STANFORD, Calif. - Following Stanford's official selection to the 100th Rose Bowl Game, Stanford head coach David Shaw spoke to the media, first with Michigan's State's Mark Dantonio on the Rose Bowl Game Teleconference, and then to Stanford's local media.
THE MODERATOR: Welcome to the BCS conference call for the 100th Rose Bowl Game presented by Vizio. We will introduce our participating head coaches, each of whom will make a brief opening statement. Following their statements we will open it up to questions from the media. I'd like to introduce head coach for the Michigan State Spartans and Big 10 champions Mark Dantonio.
MARK DANTONIO: Thanks very much. We're very excited about coming to the 100th Rose Bowl. Our football team has showed a tremendous amount of resilience throughout the past number of years but especially this year, a big win last night against Ohio State, and I don't think we've really come down to earth yet. We'll have to do that in the next couple days. But it's an exciting time for us. Stanford is a tremendously talented football team. I believe they do things right. I think that Coach Shaw and his staff have a tremendous relationship with their players. You can see that when you watch games on TV. So it's going to be a tremendous challenge for us. We look forward to the opportunity to come out to the Rose Bowl. I know that we'll bring a lot of Spartans out there, and it's going to be a very exciting time.
I had the opportunity to go there last May just to take a look around, so it's almost surreal we're going there as the champions of the Big 10.
THE MODERATOR: I'd like to introduce head coach for the Stanford Cardinals and Pac‑12 champions David Shaw. Welcome back to Pasadena.
DAVID SHAW: Thank you very much. We too are also very excited about this trip to Pasadena. Our guys have fond memories of it, but they've already started to say it, last year was last year, and we have to prepare this year completely different. We're playing a different team. Michigan State has been on a phenomenal run, nine straight games, tough competition, and has come to play every week, and we know it's going to be a great game. There's been a lot of talk around about the kind of bookending the 100 years being in the first Rose Bowl Game as Stanford University and then coming back in the 100th has been really exciting for our fans and for our alumni. We're really excited to get down there and be a part of a great Rose Bowl Game.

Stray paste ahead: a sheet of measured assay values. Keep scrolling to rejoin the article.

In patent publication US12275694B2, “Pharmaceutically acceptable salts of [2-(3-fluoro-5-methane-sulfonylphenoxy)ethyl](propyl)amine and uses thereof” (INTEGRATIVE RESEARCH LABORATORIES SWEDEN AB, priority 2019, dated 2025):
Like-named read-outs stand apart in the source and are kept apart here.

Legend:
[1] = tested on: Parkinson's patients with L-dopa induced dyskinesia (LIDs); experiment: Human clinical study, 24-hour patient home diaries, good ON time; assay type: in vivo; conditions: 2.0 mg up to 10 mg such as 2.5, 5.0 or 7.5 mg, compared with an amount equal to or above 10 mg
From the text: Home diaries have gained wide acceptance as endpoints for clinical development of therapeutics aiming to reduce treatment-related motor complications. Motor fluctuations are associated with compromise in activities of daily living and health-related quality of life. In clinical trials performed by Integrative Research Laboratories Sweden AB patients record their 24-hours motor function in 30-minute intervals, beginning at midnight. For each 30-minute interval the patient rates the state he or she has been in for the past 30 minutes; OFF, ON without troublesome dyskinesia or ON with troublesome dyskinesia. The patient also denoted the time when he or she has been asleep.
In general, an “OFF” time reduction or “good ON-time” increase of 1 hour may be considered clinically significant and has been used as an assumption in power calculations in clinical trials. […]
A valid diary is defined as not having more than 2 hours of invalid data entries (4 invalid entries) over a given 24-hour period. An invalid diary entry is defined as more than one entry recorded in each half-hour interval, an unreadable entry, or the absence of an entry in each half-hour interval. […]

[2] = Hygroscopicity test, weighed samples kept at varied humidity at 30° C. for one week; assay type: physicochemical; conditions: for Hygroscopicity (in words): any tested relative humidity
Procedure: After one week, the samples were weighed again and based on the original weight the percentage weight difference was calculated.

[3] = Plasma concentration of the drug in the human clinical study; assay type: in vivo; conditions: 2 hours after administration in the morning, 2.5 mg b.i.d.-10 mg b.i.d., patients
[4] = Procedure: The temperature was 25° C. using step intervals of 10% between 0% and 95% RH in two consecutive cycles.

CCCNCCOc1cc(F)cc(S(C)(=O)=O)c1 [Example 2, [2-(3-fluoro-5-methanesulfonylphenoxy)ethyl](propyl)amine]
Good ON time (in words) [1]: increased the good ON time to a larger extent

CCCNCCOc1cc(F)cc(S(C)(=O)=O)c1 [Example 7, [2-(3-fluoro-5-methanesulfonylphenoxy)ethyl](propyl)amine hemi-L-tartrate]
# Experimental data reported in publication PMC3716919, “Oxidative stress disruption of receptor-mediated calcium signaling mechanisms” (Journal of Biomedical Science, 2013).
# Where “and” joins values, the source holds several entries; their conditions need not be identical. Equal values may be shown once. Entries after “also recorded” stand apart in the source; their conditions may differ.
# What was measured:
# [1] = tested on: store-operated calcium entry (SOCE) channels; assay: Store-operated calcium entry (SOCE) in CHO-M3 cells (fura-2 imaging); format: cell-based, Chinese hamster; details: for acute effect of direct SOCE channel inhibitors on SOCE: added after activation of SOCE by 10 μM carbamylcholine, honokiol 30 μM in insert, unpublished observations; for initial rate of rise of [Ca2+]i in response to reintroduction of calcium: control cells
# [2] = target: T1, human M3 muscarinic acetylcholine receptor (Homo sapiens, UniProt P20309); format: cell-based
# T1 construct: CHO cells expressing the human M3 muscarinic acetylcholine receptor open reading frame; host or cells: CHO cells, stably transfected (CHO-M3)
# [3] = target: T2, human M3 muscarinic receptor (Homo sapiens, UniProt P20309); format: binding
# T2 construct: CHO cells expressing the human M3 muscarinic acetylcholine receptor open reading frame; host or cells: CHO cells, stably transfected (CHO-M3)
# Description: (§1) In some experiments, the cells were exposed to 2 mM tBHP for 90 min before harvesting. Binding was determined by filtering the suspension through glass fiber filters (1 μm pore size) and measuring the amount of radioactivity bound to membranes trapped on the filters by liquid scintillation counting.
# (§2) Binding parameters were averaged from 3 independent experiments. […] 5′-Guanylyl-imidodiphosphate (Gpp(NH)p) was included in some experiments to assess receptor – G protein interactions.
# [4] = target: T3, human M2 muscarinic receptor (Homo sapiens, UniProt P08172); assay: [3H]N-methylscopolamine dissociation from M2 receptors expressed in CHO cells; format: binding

Q. This question is for Coach Dantonio. Can you please talk about where getting to the Rose Bowl was on your list of goals when you took over this program?
MARK DANTONIO: Well, it was primary when we were hired on November 26, 2006. At that point in time I was ‑‑ I remember the press conference, and it was the primary statement. As with most competitors, you're trying to reach the ultimate, and for us the ultimate at this point in time was getting to the Rose Bowl, something that has not been done here in 26 years, since 1988.
It was something that was a dream. It was a process, and that came to fruition last night.
Q. David, I know Michigan State plays much the same kind of football you guys do, the kind you like. You don't get a whole lot of that in the Pac‑12. How much fun does that make games like that for you?
DAVID SHAW: Well, I think people that appreciate real football are going to love this game. It's going to be blocking and tackling and running the ball and making big passes down the field and playing great defense and playing special teams and playing field position. You're going to talk about probably two of the better coached teams as far as fundamentals and as far as doing things right and doing things well in the nation. I think you're going to see strategy. I think you're going to see some young men that are excited to play the game of football and play it with passion.
I'm talking about it right now like it's next week because I know we're excited about it and Michigan State is excited about it. I think it's going to be a heck of a football game.
Q. For Coach Dantonio, you've said the Rose Bowl has been your goal since you got there. It may seem hard to believe, but how much do you think that one game last night, that one win and what it's achieved for you can mean for a program?
MARK DANTONIO: Well, we've been in the championship game before in 2011, but lost a close one to Wisconsin. We've been there, so when we had an opportunity to come back this time, we wanted to take another step, and we were able to do that last night. You know, I just look at it as a check‑off on goals. You put your hands in with a group of 120 people, you put your hands up and say, Big 10 champs on 1. I can't tell you how many times we've said that in the last seven years, and that dream became a reality yesterday, and I would agree with David, Coach Shaw, that our guys will be very excited about playing in this football game. We're excited about playing Stanford, as well.
They're extremely well coached, fundamental team, and they parallel a lot of the things that I think we believe in as an offensive and defensive football team. So there's a similarity in philosophy.
Q. Mark, when you took over in East Lansing, how high on your priority list was getting to a BCS bowl? And there's been a couple years that maybe your program should have gone to a BCS bowl but was left out, and now you finally get a BCS bid in the last year of the BCS. How great does that make you feel?